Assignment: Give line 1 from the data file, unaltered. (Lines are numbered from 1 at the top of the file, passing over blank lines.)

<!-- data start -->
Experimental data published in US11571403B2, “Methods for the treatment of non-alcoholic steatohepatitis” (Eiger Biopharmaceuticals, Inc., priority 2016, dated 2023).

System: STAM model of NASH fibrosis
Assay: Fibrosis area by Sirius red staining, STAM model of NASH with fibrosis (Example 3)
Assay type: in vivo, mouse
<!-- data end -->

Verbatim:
Experimental data published in US11571403B2, “Methods for the treatment of non-alcoholic steatohepatitis” (Eiger Biopharmaceuticals, Inc., priority 2016, dated 2023).